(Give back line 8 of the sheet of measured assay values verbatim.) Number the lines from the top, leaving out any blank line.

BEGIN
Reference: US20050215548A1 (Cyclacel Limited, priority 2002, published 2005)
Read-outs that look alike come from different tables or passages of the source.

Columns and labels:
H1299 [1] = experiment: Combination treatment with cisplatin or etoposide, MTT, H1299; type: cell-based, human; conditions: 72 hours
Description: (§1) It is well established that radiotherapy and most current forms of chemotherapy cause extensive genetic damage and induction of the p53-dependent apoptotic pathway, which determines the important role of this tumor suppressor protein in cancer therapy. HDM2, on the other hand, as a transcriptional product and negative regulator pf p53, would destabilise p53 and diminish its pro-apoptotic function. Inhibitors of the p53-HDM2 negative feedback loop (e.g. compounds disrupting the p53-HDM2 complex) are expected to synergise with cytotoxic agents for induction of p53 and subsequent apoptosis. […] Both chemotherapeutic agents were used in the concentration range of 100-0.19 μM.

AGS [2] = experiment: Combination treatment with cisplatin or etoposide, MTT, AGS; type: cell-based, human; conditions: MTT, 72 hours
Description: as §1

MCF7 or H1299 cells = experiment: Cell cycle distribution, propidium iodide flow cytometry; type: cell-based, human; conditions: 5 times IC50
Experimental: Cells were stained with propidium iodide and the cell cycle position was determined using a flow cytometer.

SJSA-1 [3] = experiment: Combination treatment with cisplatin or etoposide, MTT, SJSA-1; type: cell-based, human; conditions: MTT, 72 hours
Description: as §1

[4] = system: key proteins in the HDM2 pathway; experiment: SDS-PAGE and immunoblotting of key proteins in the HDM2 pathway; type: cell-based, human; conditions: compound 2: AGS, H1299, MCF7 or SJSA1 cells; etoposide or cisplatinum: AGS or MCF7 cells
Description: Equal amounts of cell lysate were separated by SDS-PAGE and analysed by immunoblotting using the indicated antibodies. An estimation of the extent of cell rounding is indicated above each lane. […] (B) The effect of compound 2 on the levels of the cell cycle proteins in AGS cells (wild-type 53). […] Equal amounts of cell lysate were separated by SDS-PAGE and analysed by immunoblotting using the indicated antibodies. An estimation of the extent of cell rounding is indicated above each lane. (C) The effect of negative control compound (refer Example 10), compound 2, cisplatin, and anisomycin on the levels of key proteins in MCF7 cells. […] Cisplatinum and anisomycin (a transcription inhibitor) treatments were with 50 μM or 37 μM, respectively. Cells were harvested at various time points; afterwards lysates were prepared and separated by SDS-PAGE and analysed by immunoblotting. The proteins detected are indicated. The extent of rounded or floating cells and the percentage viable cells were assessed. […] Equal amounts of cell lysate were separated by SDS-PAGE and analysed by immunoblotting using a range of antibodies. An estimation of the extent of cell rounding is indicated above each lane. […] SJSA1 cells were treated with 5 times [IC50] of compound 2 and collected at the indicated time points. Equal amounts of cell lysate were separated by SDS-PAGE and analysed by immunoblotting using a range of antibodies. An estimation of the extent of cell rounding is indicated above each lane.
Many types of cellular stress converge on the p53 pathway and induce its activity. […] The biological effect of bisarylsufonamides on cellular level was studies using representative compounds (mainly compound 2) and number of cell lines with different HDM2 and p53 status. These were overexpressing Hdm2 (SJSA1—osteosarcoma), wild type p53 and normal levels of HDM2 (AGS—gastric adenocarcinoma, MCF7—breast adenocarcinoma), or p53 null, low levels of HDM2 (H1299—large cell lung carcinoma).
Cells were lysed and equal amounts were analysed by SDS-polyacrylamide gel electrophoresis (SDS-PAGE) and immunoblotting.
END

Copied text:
MCF7 or H1299 cells = experiment: Cell cycle distribution, propidium iodide flow cytometry; type: cell-based, human; conditions: 5 times IC50